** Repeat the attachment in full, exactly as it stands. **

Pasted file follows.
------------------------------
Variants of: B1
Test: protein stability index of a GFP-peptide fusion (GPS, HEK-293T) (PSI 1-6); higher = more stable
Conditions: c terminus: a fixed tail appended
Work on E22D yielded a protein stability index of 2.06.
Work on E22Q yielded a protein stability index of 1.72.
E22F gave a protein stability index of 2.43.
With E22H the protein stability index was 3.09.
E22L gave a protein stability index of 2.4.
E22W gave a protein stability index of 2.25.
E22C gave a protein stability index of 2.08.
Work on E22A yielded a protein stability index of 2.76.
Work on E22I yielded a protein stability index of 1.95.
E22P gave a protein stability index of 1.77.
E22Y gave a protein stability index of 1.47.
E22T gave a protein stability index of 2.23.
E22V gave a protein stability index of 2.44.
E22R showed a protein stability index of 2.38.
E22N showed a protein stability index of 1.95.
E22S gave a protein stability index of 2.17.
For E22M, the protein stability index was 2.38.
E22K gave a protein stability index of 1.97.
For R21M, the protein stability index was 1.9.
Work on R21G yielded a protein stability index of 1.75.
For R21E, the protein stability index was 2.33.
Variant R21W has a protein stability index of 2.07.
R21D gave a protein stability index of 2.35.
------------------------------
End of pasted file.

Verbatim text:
Variants of: B1
Test: protein stability index of a GFP-peptide fusion (GPS, HEK-293T) (PSI 1-6); higher = more stable
Conditions: c terminus: a fixed tail appended
Work on E22D yielded a protein stability index of 2.06.
Work on E22Q yielded a protein stability index of 1.72.
E22F gave a protein stability index of 2.43.
With E22H the protein stability index was 3.09.
E22L gave a protein stability index of 2.4.
E22W gave a protein stability index of 2.25.
E22C gave a protein stability index of 2.08.
Work on E22A yielded a protein stability index of 2.76.
Work on E22I yielded a protein stability index of 1.95.
E22P gave a protein stability index of 1.77.
E22Y gave a protein stability index of 1.47.
E22T gave a protein stability index of 2.23.
E22V gave a protein stability index of 2.44.
E22R showed a protein stability index of 2.38.
E22N showed a protein stability index of 1.95.
E22S gave a protein stability index of 2.17.
For E22M, the protein stability index was 2.38.
E22K gave a protein stability index of 1.97.
For R21M, the protein stability index was 1.9.
Work on R21G yielded a protein stability index of 1.75.
For R21E, the protein stability index was 2.33.
Variant R21W has a protein stability index of 2.07.
R21D gave a protein stability index of 2.35.